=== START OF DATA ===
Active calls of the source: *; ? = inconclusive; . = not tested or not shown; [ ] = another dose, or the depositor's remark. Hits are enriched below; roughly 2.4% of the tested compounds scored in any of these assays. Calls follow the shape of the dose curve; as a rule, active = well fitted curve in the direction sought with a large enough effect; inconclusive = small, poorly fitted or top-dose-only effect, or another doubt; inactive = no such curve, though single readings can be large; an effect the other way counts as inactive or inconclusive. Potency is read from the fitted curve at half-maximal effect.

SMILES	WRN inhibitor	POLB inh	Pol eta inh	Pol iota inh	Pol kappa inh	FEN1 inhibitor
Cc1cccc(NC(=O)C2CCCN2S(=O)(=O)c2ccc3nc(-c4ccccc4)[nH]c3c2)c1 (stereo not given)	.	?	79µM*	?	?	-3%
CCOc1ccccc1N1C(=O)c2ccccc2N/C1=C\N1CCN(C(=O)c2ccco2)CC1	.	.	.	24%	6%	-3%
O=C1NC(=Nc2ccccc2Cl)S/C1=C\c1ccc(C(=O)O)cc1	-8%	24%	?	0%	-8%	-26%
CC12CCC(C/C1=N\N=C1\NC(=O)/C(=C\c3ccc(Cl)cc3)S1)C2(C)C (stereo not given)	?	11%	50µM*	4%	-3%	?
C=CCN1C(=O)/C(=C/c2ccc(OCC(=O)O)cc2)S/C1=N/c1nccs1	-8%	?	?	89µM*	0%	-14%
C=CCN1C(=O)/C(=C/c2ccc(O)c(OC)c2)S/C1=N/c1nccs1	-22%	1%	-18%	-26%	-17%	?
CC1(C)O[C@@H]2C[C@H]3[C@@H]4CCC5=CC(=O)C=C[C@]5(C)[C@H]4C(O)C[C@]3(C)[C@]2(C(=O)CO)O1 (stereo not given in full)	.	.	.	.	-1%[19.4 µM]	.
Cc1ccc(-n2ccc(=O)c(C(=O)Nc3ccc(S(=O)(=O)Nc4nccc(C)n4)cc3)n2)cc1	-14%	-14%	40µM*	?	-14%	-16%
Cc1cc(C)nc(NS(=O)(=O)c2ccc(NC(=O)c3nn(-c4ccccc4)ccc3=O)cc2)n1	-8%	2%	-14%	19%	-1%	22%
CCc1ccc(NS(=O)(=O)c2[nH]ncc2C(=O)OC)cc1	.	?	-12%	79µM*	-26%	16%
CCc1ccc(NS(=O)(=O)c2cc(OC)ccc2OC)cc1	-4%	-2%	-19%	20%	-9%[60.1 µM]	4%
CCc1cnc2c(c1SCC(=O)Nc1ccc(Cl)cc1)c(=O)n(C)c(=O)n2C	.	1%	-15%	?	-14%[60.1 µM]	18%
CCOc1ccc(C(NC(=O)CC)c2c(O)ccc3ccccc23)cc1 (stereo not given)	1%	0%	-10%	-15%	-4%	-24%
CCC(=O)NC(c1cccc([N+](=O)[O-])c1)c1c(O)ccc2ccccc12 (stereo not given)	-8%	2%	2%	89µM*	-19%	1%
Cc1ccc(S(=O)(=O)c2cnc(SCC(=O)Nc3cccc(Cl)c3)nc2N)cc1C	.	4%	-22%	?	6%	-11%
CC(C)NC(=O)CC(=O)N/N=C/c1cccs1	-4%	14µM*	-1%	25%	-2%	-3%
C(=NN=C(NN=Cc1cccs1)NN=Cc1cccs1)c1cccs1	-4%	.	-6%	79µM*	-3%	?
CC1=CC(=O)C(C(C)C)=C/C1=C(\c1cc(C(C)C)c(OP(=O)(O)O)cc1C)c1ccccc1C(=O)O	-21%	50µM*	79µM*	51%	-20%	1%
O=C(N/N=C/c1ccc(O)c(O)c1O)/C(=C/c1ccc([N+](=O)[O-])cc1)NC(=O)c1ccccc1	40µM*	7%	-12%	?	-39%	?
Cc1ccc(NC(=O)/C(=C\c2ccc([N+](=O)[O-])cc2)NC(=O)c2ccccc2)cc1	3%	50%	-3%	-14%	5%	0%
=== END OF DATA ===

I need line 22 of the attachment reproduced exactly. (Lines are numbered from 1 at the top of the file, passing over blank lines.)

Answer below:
Cc1ccc(NC(=O)/C(=C\c2ccc([N+](=O)[O-])cc2)NC(=O)c2ccccc2)cc1	3%	50%	-3%	-14%	5%	0%